Story URL: http://news.medill.northwestern.edu/chicago/news.aspx?id=100119
Story Retrieval Date: 9/2/2014 8:59:50 AM CST
Fui Tsikata/Medill Hamsa Ramesha/Medill
Illinois is seeing an increase in home and business solar power installations, encouraged by state and federal incentives.
While the market for solar powered energy remains mostly on the west coast, Illinois is not far behind. Especially in Chicago, homeowners and businesses are increasingly turning to solar power.
The Illinois Department of Commerce and Economic Opportunity sponsors a Solar Energy Rebate Program that reimburses for as much as 30 percent of solar project costs up to $10,000, for photovoltaic and solar thermal systems, said Wayne Hartel, an energy program specialist with the department.
“In the last two years we’ve allocated approximately a million dollars,” Hartel said.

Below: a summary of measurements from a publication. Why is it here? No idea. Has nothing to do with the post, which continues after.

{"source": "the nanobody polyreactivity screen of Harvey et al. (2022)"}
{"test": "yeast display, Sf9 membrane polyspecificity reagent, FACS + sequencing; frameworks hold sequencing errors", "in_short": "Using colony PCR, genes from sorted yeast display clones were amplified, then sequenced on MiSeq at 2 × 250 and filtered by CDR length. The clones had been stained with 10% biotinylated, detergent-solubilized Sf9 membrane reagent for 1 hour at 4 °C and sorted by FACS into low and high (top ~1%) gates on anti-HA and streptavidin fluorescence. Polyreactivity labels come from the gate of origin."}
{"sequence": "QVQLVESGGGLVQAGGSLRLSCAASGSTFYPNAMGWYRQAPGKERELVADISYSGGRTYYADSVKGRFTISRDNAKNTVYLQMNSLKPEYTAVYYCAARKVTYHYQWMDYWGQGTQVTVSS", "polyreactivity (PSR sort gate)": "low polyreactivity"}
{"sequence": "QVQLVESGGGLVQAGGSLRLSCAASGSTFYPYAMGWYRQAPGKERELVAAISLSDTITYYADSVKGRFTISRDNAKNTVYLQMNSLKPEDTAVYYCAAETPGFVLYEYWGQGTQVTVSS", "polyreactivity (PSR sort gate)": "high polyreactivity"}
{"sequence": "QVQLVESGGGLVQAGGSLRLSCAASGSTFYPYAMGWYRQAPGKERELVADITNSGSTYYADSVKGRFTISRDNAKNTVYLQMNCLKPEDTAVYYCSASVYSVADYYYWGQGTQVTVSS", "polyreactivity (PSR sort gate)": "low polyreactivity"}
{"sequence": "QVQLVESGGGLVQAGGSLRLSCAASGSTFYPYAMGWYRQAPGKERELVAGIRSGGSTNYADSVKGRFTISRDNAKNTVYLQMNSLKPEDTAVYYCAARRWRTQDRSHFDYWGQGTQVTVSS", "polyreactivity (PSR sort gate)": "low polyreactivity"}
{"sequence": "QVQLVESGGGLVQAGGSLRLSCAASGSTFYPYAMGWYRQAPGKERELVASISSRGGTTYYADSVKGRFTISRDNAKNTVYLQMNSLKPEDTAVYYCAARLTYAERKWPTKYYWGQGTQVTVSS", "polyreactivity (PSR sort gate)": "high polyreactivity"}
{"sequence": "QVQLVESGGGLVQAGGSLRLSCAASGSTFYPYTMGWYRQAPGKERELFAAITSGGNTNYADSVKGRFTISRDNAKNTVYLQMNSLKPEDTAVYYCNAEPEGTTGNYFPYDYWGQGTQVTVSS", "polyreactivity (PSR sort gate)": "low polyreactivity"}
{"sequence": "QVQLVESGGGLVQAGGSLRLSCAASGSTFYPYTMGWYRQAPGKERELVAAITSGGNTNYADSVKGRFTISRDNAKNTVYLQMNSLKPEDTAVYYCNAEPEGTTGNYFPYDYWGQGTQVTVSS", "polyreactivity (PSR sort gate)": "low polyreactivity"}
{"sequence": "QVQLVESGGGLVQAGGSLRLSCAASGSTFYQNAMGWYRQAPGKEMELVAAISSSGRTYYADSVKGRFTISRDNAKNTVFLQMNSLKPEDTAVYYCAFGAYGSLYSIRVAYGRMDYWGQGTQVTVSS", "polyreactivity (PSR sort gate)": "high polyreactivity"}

According to Hartel, the department receives about 160 to 190 rebate applications per year, most of them related to solar thermal systems, used for heating. However, what used to be a 60-40 split in favor of solar thermal systems is now the opposite – photovoltaic power systems are gaining popularity, Hartel said.
For example, in fiscal year 2005, rebates went to 74 projects--22 photovoltaic systems and 52 solar thermal systems, according to IDCEO statistics. But in fiscal year 2008, which ended June 30, rebates went to 165 projects--88 photovoltaic and 76 solar thermal. So far in the current fiscal year 110 rebate applications have been received.
At the national level, solar energy is also gaining momentum. The passing of the Emergency Economic Stabilization Act of 2008 on Oct. 3 renewed a tax credit for solar investments by eight years. The bill also removed the $2,000 cap for residents with solar installations.
As if state and national incentives aren’t enough, investor-owned utilities such as Exelon Corp. subsidiary Commonwealth Edison Co. are honoring “net metering agreements” said Pam Anton, a spokeswoman for ComEd. The program rewards customers who have solar or wind systems that generate electricity.